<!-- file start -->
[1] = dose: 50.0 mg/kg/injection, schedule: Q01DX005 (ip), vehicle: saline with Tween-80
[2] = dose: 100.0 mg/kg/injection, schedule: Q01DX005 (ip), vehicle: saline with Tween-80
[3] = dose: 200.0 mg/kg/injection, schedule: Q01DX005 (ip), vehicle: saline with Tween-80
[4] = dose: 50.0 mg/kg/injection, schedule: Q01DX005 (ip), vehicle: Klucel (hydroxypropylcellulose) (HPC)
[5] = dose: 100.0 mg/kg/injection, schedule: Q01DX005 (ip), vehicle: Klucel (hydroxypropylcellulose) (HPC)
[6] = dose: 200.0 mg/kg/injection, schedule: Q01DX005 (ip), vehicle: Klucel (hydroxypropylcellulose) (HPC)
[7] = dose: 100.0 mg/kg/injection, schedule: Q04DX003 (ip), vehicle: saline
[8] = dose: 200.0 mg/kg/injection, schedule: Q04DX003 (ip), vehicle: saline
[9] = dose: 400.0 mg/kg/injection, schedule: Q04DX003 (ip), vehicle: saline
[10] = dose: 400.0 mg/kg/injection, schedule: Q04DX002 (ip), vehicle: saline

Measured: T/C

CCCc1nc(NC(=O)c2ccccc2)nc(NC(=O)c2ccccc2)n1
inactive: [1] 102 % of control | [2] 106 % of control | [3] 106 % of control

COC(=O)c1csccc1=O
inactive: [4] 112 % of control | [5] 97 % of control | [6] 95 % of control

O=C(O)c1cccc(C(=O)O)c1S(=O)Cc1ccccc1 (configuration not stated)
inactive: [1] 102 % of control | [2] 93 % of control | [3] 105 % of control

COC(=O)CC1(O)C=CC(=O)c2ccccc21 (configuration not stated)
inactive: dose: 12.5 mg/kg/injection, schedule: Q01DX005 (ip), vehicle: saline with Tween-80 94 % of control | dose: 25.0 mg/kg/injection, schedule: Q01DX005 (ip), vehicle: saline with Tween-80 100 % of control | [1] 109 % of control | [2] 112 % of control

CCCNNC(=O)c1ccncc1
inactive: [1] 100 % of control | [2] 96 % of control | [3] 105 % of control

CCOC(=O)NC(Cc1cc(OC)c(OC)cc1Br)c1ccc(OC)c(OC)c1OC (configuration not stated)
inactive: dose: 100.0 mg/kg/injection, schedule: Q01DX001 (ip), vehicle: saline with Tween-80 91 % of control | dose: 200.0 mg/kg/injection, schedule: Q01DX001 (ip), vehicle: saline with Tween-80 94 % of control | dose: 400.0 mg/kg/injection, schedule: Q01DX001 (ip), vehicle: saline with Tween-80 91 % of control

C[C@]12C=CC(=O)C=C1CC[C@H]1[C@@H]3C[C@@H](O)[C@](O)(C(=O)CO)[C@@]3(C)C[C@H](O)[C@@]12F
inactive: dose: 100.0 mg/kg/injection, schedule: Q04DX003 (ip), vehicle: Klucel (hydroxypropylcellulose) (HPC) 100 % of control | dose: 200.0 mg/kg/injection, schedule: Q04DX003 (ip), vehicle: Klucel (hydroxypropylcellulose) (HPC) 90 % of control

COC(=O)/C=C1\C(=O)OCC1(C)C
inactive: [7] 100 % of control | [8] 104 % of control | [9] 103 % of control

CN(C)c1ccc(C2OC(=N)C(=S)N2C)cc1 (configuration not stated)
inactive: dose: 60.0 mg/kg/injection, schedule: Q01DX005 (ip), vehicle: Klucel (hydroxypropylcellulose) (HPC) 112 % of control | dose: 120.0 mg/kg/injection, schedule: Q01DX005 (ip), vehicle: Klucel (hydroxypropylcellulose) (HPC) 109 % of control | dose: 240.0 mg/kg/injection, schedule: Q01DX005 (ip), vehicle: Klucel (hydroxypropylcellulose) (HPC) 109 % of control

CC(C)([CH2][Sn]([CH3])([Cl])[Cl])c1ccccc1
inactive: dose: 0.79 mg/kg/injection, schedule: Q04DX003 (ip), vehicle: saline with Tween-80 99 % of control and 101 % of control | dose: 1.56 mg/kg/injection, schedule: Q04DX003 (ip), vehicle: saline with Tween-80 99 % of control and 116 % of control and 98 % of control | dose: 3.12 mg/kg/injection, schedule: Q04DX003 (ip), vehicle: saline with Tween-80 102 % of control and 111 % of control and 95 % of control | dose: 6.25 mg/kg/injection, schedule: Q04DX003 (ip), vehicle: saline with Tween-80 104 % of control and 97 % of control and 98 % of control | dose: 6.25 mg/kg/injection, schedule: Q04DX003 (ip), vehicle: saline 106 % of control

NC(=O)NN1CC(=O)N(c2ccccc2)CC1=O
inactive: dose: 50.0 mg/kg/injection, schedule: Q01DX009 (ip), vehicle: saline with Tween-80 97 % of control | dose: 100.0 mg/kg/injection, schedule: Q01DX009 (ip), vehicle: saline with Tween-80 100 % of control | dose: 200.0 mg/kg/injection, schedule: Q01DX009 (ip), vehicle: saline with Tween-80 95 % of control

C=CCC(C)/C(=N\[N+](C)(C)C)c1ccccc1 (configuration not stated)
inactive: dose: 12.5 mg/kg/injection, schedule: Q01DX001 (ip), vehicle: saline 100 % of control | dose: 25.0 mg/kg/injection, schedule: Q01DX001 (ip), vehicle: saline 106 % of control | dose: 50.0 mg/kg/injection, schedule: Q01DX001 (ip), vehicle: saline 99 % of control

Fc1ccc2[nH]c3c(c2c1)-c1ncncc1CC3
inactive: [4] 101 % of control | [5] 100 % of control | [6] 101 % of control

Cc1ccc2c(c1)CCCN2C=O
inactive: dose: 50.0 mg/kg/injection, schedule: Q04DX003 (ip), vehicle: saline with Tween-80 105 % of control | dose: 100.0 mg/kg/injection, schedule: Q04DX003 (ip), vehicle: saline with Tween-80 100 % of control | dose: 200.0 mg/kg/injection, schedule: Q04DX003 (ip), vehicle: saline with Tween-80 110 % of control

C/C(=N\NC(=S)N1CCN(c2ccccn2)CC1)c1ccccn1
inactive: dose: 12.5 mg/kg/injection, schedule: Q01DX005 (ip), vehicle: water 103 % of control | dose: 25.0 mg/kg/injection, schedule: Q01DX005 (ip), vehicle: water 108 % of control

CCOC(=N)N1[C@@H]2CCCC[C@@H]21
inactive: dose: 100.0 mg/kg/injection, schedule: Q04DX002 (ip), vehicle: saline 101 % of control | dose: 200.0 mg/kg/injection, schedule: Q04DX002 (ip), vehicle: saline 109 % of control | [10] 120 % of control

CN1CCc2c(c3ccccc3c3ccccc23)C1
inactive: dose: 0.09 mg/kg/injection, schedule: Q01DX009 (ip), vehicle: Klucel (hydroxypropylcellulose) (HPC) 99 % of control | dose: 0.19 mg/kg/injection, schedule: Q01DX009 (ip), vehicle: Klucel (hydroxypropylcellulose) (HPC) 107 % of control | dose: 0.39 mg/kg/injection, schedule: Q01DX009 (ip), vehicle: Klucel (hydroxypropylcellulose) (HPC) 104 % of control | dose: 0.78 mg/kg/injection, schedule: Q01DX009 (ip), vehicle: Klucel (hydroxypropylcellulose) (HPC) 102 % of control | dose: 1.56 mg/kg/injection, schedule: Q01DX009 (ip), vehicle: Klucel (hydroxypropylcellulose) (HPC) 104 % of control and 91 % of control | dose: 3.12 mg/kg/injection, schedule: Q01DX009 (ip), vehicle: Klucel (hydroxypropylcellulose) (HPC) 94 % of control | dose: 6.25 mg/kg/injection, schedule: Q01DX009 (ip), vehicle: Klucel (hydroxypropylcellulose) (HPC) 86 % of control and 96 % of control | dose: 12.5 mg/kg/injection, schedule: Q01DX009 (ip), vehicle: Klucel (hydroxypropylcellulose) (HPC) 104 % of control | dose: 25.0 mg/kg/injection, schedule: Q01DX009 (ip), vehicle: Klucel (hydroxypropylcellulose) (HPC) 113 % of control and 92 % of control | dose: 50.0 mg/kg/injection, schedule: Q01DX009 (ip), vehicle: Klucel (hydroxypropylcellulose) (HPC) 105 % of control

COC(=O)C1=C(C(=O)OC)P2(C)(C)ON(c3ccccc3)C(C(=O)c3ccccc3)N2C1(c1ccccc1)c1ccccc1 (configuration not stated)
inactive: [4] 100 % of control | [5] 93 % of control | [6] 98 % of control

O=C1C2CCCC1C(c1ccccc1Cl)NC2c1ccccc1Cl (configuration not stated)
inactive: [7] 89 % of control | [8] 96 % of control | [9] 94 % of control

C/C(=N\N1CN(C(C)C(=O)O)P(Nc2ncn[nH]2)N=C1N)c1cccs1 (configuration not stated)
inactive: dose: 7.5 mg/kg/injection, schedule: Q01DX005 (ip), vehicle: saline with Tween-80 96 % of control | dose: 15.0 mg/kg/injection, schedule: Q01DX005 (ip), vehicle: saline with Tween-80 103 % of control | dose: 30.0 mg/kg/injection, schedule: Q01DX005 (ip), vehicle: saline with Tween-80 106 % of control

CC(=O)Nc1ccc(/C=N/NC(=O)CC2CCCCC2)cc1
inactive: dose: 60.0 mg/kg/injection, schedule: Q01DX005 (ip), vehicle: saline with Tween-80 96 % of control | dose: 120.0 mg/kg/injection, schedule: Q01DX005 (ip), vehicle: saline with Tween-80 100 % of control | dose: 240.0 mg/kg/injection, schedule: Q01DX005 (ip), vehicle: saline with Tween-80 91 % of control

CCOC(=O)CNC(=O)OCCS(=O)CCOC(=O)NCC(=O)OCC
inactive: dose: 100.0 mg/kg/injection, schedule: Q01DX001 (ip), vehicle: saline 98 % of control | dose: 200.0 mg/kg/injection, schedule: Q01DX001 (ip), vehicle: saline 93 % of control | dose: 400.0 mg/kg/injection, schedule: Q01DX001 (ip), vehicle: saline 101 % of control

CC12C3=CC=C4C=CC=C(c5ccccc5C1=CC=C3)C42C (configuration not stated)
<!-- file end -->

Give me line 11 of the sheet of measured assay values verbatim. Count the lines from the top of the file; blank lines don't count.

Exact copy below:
Measured: T/C